By Joan Conning Afman
Paranormal Mystery, 347 pages
Cover art by Trisha FitzGerald
Thomas and Chloe meet at college, and feel an instant attraction to each other, unaware that many centuries ago they lived and loved each other then. When Thomas and Chloe are drawn into a faux-Druid cult, which meets at a mini-Stonehenge site off campus, he begins to feel a deep compulsion to protect Chloe from the danger he senses lurking there. Its leader, Dyfan, has re-named Chloe “Vala”, which means ‘acceptable sacrifice”, and his intentions slowly become clear.
As the college year progresses, Thomas and Chloe find themselves bound to the Clan by Dyfan’s strange psychic abilities. Their unlikely help comes from Chloe’s perceptive art professor, Jim Walsh, and Thomas’ quirky, margarita-making grandmother, Ivy, who seems to know things no one else does. The hair-raising climax takes place at Mystery Hill…where human sacrifices have happened
Because he was a ghost, Thomas Thornton, which had been his name in his eighteenth century reincarnation, was able to move right through the rocks, to slide through the small spaces between them with ease, even through the stone ‘speaking tube’ which led to the hollow space under the sacrificial altar. This was his favorite place to rest, snuggled up to the moss and decayed leaves that formed a soft bed. It smelled a little like death, too, musty and old and coppery, like blood, but it was a scent he had grown to love. It was also the place where she had died, so he felt closest to her there.
He had waited for her for centuries. Her death had been hard—and many souls who endured such a primitive and painful death were reluctant to return, but eventually they all did. After all, they had destinies to work out before they could go on to the next stage of existence, and so not coming back was not an option. The Coordinator, one of the Great Beings who tracked the journeys of all the souls, had told Thomas he would let him know when it was time. He, too, had his karma to work out before he could go on to the next level. His destiny was to overcome cowardice of that long ago primitive life when he could have saved her, but hadn’t.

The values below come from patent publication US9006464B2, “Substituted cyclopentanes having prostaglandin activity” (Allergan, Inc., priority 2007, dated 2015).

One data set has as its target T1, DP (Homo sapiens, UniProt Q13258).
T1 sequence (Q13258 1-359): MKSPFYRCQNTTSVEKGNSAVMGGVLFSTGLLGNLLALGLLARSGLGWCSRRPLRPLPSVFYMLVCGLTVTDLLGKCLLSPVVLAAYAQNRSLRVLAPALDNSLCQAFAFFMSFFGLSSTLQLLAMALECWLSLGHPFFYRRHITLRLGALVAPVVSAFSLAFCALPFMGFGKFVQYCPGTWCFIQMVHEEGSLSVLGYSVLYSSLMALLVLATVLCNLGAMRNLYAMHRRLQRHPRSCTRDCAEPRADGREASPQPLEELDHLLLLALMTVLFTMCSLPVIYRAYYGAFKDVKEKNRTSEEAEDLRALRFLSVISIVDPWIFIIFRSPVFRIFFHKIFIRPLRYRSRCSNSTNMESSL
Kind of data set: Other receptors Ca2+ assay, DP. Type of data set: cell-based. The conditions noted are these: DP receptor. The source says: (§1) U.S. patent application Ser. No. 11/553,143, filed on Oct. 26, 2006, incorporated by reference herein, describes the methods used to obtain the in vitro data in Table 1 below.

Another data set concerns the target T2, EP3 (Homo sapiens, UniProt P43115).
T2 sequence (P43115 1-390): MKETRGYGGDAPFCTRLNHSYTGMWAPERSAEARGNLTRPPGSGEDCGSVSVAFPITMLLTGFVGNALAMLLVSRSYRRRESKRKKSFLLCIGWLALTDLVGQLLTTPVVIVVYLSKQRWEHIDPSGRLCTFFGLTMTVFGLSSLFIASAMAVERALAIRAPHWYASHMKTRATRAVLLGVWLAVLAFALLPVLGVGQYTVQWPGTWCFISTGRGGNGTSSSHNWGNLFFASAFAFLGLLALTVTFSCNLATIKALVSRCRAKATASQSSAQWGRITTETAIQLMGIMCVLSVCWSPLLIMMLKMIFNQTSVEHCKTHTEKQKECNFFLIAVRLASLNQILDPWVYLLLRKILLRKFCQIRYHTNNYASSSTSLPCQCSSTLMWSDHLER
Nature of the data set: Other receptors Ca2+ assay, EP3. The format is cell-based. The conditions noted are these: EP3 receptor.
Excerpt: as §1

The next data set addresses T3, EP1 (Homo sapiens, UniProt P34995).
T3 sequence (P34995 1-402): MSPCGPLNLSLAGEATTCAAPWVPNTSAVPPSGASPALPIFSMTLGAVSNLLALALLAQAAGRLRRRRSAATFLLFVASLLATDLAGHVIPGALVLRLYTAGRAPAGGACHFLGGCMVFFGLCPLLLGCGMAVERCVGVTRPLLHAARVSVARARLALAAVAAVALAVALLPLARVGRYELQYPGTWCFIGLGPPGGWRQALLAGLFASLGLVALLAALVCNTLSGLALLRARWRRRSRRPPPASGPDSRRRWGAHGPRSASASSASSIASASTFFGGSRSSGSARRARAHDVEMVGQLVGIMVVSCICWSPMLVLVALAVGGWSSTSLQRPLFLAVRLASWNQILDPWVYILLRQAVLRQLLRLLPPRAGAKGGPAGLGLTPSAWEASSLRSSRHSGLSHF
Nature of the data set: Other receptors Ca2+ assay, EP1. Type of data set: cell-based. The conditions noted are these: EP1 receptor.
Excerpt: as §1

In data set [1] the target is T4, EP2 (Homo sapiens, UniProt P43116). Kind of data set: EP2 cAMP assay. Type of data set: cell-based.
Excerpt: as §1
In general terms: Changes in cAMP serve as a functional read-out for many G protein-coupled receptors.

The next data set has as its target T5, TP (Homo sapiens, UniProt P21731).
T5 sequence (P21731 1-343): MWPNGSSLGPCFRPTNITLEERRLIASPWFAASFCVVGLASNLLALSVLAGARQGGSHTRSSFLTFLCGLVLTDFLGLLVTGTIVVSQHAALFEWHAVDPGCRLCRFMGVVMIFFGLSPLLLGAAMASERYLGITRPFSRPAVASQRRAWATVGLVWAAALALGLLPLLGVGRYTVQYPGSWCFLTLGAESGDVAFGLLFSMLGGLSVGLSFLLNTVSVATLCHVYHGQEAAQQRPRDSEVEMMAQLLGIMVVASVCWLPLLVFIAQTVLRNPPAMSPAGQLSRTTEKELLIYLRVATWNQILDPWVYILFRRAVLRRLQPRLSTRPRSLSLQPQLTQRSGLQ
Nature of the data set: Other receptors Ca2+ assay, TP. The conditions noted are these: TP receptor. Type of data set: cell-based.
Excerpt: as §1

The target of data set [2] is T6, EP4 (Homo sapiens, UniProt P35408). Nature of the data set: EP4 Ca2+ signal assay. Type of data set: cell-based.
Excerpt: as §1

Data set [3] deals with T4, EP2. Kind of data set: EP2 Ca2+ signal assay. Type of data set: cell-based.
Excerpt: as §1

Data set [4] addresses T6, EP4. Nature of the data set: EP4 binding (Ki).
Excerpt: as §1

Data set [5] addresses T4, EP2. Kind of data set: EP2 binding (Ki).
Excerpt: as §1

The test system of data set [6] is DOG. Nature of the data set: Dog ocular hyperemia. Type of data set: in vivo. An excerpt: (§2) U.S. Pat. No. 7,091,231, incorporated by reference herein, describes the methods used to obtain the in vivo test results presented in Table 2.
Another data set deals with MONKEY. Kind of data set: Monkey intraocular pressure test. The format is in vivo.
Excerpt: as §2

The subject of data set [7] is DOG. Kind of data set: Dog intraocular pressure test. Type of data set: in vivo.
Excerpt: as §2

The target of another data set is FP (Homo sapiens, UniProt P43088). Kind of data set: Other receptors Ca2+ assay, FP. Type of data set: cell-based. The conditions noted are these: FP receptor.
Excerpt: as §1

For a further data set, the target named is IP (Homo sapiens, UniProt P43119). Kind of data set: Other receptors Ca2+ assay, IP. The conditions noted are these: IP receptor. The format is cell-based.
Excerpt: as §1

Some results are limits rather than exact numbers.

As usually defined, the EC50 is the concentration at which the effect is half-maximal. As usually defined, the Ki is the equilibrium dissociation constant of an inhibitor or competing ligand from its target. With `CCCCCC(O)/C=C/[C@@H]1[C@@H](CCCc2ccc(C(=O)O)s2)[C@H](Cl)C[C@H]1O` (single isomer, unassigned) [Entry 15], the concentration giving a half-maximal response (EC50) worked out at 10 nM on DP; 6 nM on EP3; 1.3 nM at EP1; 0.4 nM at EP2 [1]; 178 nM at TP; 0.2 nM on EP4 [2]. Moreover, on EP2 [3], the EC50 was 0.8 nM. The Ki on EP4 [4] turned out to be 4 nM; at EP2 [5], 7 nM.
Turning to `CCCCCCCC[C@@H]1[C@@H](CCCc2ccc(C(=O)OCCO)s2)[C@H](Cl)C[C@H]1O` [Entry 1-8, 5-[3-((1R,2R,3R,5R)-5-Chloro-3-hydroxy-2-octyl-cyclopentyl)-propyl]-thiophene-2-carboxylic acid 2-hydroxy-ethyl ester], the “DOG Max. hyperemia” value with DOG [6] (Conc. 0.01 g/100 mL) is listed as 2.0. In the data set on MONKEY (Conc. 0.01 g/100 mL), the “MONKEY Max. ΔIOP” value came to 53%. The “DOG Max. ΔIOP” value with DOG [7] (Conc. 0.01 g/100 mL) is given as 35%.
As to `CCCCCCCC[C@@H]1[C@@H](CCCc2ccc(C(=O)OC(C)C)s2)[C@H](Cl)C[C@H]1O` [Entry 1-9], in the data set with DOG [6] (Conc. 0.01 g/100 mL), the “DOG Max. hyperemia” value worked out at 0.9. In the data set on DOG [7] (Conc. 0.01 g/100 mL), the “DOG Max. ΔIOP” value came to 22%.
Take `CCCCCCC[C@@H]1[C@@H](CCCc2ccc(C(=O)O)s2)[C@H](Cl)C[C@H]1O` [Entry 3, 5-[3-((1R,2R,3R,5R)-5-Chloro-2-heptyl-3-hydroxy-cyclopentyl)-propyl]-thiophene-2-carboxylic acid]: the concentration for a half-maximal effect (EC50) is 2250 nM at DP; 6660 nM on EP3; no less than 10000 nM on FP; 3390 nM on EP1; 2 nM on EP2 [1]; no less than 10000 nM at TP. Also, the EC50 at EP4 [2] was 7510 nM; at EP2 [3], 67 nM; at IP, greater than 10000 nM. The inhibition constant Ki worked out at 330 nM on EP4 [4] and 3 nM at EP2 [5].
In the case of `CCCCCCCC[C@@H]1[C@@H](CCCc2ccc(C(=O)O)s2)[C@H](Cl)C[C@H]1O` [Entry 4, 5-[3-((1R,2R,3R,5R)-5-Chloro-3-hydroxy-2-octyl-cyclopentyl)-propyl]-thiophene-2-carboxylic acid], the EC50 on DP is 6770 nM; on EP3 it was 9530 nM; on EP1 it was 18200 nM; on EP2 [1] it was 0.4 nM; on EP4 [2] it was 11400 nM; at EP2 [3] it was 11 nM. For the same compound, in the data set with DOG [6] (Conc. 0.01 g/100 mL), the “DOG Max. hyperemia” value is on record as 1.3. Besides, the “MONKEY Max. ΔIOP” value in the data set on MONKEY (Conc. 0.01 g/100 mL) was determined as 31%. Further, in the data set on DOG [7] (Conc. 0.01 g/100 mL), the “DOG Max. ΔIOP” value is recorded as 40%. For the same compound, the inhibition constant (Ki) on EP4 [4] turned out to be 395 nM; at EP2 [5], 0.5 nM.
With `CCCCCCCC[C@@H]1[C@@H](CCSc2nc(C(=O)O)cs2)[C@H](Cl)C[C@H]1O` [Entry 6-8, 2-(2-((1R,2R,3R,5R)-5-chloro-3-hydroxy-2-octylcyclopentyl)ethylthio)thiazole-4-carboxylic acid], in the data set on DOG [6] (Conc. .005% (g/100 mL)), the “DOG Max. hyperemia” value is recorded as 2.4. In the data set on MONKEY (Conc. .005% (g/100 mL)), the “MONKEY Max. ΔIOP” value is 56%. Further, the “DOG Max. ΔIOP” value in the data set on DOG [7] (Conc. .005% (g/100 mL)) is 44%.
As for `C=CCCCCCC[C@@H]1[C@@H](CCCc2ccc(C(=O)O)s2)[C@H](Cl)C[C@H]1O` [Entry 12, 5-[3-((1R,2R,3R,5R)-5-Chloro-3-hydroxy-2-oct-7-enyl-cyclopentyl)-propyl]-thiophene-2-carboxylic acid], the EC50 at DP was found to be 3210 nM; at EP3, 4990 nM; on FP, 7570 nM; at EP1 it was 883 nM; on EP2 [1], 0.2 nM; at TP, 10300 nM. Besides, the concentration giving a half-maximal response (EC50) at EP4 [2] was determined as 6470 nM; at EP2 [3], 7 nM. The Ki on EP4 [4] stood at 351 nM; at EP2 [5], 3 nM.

~ * ~
It was the day of the summer solstice. The men of the tribe gathered at the four-foot -tall stone, carved in the shape of a leaning pyramid, to watch the sun rise precisely behind its pointed crest. In silence, they bowed to the god of summer, of crops to come, of the harvest, and walked in single file to where the sacrifice would be offered.
The chief, resplendent in his beaded ritual clothing, rich wolf cloak and feathered headdress, looked around the gathering. “If one man is willing to take her to wife and leave the tribe, she will be spared. Will anyone take her?” His curved sword glittered in the sun as he lifted it above the woman bound to the altar stone.
The chief was his father, whom he dared not offend, and a man and a woman driven from the tribe to survive on their own faced certain death. There was no way out for him, for her and for the child she carried within.
Frozen to the earth, his tongue numb and his heart dead, he had watched as the blade descended. Her scream of agony, blessedly brief, pierced the morning air. The chief carved her heart from her body and held it aloft on the tip of his sword. The tribe prostrated itself as the chief intoned the blessing upon them. Thomas, who was Achak in that incarnation, felt his soul bleed into the dirt.
~ * ~
He stretched, and his long arms and legs passed through the edges of the shield-shaped altar. He didn’t understand why the so-called ’experts’ who had swarmed over this particular collection of rocks for several centuries, trying to figure out who had built it—and for what purpose—had so much trouble believing that this stone had been used for human sacrifice. Wasn’t it obvious, with its curved grooves around the edge, where the blood collected and ran down into the collection pit at the base of the stone? For wine, one of the archaeological experts had concluded, but his theory was quickly discarded when a similar rock was found in nearby Massachusetts that had a carving of a human form stretched out on the altar stone. This conclusion shouldn’t have been so difficult to come by.
Thomas heard the sound of small boys in the distance. He sighed. They would use the sacred altar stone as a picnic table, of course, and their noisy chatter and activity would prevent any sleep he hoped to get, just to pass the time until she returned. Well, they were still a long way away. He would doze until then, and if they were particularly obnoxious, maybe have some fun with them.